Culture

[PICS] Scenes from India’s Historic Anti-Corruption Campaign

On August 16th 2011, Anna Hazare, a 74 year old Indian veteran, whom many had not heard of before, challenged the Indian Government to uphold his right to protest publicly, against the rampant corruption existing within the Government and bureaucracy.

When the Government initially denied him the right to protest peacefully, millions of Indians poured onto the streets and on social media to support him. In the span of days, one man, and a team of ex-Government anti-corruption crusaders inspired millions into action. And also inspired the creation of “Angry Anna” a game based on the popular Angry Birds! (where you bust corrupt politicians using Anna instead of the birds)

We’d said earlier this was going to be India’s Second Freedom revolution. Here’s a couple reasons why:
1. The movement had the full support of India’s masses – Urban and rural – Super rich, middle class and under-privileged alike. The only other time people came together for a cause since India’s independence in 1947, was when India won the Cricket World Cup in 2011!

2. The movement (with millions of people participating) was based on Gandhi-an principles and was completely peaceful and non-violent. There was no damage to private or Government property and no one got hurt. A peaceful movement with the power to force a very reluctant Government into introducing strong anti-corruption laws.

While the movement has won its first major victory against massive political opposition, this is only really just a start. We put together some pictures donated by Sameer Ghare a Dutiee.com reader, and other photographers, that showcase scenes from India’s anti-corruption rallies.


A school teacher who never once removed his attire (4 hours that I was there), demonstrates his support to the cause


All along the boundary wall, there was a sea of graffiti that everyone from kids to adults added to. This was sent to the Prime Minister of India.

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A 2 minute silence where 50,000 people went completely quiet – To gather and focus positive thoughts in support of strong anti-corruption laws

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The emotions sum up the mood across India – anger against rampant corruption within local, state and central Government bodies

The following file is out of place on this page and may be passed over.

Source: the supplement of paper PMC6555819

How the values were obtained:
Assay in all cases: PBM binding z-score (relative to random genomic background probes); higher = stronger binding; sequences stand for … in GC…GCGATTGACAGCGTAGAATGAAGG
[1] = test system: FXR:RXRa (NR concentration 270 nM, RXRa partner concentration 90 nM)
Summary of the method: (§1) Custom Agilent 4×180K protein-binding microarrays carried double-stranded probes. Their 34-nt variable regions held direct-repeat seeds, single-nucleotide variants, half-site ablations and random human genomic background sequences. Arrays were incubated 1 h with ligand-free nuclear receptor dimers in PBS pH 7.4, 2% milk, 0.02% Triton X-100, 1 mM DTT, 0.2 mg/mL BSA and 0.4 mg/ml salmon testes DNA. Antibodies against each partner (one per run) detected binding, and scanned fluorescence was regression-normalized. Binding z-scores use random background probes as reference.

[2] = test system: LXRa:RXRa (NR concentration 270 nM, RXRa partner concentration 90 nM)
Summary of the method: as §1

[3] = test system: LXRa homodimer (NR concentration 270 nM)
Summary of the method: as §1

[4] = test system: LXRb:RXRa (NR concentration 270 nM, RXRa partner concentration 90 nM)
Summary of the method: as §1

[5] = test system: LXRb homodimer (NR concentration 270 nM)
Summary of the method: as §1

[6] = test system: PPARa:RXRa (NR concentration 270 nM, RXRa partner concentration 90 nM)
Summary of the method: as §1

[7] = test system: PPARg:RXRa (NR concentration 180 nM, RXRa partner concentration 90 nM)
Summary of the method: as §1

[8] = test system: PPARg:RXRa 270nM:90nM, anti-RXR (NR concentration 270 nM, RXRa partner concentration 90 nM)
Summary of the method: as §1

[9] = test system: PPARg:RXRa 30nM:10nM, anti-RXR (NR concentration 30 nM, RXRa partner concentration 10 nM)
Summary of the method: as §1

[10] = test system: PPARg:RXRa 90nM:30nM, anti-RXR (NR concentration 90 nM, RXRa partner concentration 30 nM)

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Kids dont like corruption either! She was singing along to protest corruption

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Sea of sanity – orange and green calling for a cleanup of corruption.

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The movement included massive youth support – and music!

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Techies protest against corruption in a relentless do-while loop

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“I am Anna” Come join my fight against Corruption – says this poster in New Delhi

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Candle light marches were very common. On a rainy night, 2 women in Mumbai light candles to support the movement

On the 12th day of his hunger fast, the Government had to finally yield to public opinion. An announcement was made that the Government would take into consideration the public’s demand and look at implementing a “stronger” Lokpal (Civil Ombudsman)

Almost no one is confident the Government really wants to do this, the general mood is that this is a tactic to buy time and hope that the movement loses steam, but for now, its round 1 to the people of India!

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Anna Hazare, a Gandhian, pumps the air acknowledging the huge crowd that supported him during the protest as he breaks his fast